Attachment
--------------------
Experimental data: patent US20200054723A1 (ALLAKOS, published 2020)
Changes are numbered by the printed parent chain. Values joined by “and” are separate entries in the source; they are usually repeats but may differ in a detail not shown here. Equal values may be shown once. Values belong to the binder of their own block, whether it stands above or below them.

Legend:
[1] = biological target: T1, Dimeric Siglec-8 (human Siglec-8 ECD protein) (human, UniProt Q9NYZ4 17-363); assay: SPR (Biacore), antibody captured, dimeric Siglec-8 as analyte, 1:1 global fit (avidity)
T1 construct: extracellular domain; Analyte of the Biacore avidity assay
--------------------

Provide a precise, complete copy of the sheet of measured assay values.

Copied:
Experimental data: patent US20200054723A1 (ALLAKOS, published 2020)
Changes are numbered by the printed parent chain. Values joined by “and” are separate entries in the source; they are usually repeats but may differ in a detail not shown here. Equal values may be shown once. Values belong to the binder of their own block, whether it stands above or below them.

Legend:
[1] = biological target: T1, Dimeric Siglec-8 (human Siglec-8 ECD protein) (human, UniProt Q9NYZ4 17-363); assay: SPR (Biacore), antibody captured, dimeric Siglec-8 as analyte, 1:1 global fit (avidity)
T1 construct: extracellular domain; Analyte of the Biacore avidity assay